Overtime-Pay Lawsuits Surge During Lousy Economy
On Monday, the US Supreme Court heard arguments in a class-action lawsuit that pits pharmaceutical sales reps against drug maker GlaxoSmithKline. At issue: Do the employees—who are all salaried workers—deserve overtime pay?
It’ll be a couple months before the Supreme Court answers that question, but this much is clear: GlaxoSmithKline and the pharmaceutical industry aren’t the only ones facing challenges from employees who want overtime. A recent report published by the law firm of Seyfarth Shaw found that 7,006 so-called wage and hour lawsuits were filed in the 12-month period ending in March 2011, a 32 percent increase compared to 2008 and a 378 percent increase since 2000.
Under a federal law known as the Fair Labor Standards Act (FLSA) employers must pay certain employees (known as non-exempt workers) a minimum wage plus overtime (at least 1.5 times their hourly wage) if they work more than 40 hours in a week.
On the other hand, the minimum wage and overtime laws do not apply to employees who are considered to be exempt workers. These are people who earn an annually salary of at least $455 a week and $23,600 annually and either:
- Manage, hire and fire other employees
- Are executives, administrators, professionals with advanced degrees (such as lawyers or doctors) or computer employees
Non-exempt workers include:
- Anyone who earns less than $455 a week or $23,600 a year
- People who do manual labor or blue-collar jobs
- Police officers, firefighters and paramedics
Still other groups of workers may be exempt from overtime pay requirements, but not from the minimum wage requirements. These include live-in housekeepers and nannies, movie theater employees, some heavy equipment sales people and commissioned salespeople in retail jobs.
Under the FLSA and state laws, non-exempt employees must be paid an hourly salary and overtime. Exempt employees, on the other hand, can be paid either an annual salary or an hourly wage and overtime—it’s up to the employer to decide which salary structure is most appropriate.
Why the Increase in Litigation?
Wage and hour lawsuits usually revolve around two key themes:
- In some cases, non-exempt employees claim they’re not being paid for all of the hours they’ve worked. For example, fast-food employees might be told to clock out once the restaurant closes for the night, but remain at work until the restaurant has been cleaned. Or an office employee might be required to periodically read and respond to email after going home for the night, but not be paid for the off-site work.
- In other instances, exempt employees may argue that they’ve been improperly classified and should actually be a non-exempt worker who is eligible for overtime pay. This would include the GlaxoSmithKline drug sales reps, who are challenging both their employer and the FLSA, which classifies them as exempt employees.
Many analysts speculate the lousy economy has contributed to the steep increase in lawsuits, but new technology may also be partially to blame.
In some instances, companies trying to operate more efficiently are demanding more of employees without offering a bump in pay. For example, a recent suit against Verizon Wireless alleged that customer service representatives were required to be at their desks 10 to 15 minutes before the start of their shift so they could start taking calls the moment they were officially on the clock. While 15 minutes might not seem like much, it adds up to about five unpaid hours of work each month and more than a full week of unpaid work in a year.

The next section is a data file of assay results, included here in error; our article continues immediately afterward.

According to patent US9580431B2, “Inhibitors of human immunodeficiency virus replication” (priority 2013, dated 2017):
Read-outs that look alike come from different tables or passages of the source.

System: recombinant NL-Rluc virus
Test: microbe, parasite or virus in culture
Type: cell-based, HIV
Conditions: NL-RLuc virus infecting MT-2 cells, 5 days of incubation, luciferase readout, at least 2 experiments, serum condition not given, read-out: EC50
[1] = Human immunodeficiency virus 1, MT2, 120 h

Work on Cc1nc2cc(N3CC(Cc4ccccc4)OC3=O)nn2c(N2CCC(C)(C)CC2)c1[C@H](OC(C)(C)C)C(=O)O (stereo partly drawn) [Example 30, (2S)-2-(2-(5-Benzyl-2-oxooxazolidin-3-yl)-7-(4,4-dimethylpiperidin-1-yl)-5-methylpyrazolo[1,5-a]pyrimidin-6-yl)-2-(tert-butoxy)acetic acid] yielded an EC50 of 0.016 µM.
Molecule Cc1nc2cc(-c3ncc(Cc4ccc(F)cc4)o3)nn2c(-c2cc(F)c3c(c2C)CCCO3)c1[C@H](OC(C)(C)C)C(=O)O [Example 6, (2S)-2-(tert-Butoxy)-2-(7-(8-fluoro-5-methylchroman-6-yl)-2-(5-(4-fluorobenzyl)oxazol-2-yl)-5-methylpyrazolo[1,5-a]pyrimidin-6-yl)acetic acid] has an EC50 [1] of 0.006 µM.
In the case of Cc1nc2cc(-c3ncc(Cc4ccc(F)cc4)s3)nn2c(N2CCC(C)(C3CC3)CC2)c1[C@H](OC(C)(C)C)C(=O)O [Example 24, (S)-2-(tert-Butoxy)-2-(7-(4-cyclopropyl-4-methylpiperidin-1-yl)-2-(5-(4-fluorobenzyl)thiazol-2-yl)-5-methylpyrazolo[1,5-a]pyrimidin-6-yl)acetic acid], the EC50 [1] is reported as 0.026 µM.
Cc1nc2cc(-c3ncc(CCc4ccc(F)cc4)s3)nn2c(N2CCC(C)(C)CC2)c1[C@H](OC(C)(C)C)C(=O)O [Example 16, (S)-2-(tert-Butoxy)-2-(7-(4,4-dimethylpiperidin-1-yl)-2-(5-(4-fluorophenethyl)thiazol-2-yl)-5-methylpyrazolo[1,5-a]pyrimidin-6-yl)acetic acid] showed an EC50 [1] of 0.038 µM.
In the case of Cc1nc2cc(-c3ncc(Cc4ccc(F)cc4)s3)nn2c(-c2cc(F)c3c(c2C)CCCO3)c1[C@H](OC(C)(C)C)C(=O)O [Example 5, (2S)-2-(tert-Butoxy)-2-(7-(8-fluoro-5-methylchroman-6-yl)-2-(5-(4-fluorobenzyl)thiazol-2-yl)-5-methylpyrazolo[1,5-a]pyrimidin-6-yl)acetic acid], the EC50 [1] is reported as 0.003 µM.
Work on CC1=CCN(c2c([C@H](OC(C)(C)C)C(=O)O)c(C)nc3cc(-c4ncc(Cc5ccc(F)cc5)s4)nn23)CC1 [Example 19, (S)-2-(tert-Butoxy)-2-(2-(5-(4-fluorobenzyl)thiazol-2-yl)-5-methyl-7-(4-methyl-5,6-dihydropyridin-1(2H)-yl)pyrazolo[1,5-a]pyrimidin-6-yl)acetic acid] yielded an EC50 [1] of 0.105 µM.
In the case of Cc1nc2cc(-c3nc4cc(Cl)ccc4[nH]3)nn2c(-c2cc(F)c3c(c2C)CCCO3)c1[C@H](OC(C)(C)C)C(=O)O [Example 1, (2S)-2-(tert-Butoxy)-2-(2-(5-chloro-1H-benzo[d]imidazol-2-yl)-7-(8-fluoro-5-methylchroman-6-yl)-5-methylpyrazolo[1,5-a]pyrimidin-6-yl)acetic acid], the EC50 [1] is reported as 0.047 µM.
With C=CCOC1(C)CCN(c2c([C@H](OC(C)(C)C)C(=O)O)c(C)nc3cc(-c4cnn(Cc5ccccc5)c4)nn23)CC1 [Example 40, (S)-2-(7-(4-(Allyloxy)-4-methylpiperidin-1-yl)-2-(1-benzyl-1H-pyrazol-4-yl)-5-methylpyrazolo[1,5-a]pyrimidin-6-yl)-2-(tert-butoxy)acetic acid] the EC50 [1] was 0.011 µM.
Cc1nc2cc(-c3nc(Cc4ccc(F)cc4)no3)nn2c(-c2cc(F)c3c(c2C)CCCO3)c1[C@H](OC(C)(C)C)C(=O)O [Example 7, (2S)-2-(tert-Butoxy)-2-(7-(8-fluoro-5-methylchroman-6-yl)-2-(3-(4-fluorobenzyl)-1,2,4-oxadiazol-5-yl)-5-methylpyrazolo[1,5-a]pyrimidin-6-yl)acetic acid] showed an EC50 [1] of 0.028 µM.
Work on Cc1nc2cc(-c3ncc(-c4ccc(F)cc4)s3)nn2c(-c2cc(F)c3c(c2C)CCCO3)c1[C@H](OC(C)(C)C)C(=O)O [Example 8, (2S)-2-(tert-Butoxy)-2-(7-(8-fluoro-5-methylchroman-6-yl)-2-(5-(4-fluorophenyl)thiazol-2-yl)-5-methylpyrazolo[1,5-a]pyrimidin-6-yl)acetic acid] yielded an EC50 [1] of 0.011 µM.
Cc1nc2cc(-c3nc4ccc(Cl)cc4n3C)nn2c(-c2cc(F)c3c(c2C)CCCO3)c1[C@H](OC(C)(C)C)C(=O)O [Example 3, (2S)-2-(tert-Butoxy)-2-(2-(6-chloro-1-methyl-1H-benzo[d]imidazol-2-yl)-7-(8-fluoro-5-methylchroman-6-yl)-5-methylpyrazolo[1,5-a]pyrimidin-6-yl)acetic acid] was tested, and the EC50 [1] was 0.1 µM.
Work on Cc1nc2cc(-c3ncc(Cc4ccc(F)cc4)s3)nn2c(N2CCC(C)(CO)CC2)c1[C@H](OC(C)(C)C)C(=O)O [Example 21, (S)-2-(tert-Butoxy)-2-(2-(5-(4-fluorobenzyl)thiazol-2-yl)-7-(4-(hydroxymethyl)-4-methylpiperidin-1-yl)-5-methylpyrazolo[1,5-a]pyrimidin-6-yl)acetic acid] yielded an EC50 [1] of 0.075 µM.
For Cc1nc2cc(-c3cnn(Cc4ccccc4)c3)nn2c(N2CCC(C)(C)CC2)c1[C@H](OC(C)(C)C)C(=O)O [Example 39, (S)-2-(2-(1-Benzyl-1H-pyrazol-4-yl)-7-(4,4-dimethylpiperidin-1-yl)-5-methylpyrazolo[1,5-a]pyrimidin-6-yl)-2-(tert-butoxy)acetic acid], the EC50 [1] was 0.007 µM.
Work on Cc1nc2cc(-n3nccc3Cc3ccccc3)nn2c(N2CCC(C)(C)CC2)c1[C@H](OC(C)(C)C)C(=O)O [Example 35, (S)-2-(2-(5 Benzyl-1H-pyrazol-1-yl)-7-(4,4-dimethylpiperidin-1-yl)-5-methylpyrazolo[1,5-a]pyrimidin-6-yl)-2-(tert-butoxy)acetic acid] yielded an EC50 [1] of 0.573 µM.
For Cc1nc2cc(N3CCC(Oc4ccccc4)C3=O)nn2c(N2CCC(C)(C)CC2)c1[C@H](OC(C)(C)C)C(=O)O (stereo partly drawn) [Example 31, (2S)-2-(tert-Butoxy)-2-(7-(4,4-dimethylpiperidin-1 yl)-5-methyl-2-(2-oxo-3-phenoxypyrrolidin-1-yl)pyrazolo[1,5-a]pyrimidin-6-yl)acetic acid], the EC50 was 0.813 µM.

The federal government’s shifting policies also incite litigation, says Richard L. Alfred, chair of the National Wage & Hour Litigation Practice Group at Seyfarth Shaw LLP.
“The U.S. Department of Labor (DOL) has changed its position under the current administration, creating legal issues where none had previously existed,” Alfred says. “Pharmaceutical sales reps and mortgage loan officers are two examples where the law had previously been settled that these employees were exempt. Changes in [the DOL's] position as to both of these jobs has created the opportunity for lawsuits.”
Other wage and hour lawsuits come from former employees who were let go from their jobs. Imagine that you’ve been terminated from your job with little or no severance. For some, a lawsuit may be a way to wring some money from an employer who treated them unfairly.
“High unemployment and layoffs cause more employees to seek legal advice about employment terminations,” says Alfred. “[This] gives plaintiffs’ attorneys an opportunity to ask about wage and hour issues that may then lead to new lawsuits.”
And then there are those who argue technology is largely to blame. Gone are the days when an employee was truly “off the clock” after walking out of the office door. Today’s technology means you may be fielding work calls and emails at any time, day or night.
“[The] 21st century workplace is very different from the 1930s, when the Fair Labor Standards Act was passed,” Alfred says. “Difficulties applying this out-of-date law to today’s workplace raise difficulties for employers that open the door to employees and their lawyers to second guess employer decisions.”
Alfred predicts that we’ll continue to see an increase in new wage-and-hour lawsuits in both state and federal courts for at least the next three to five years.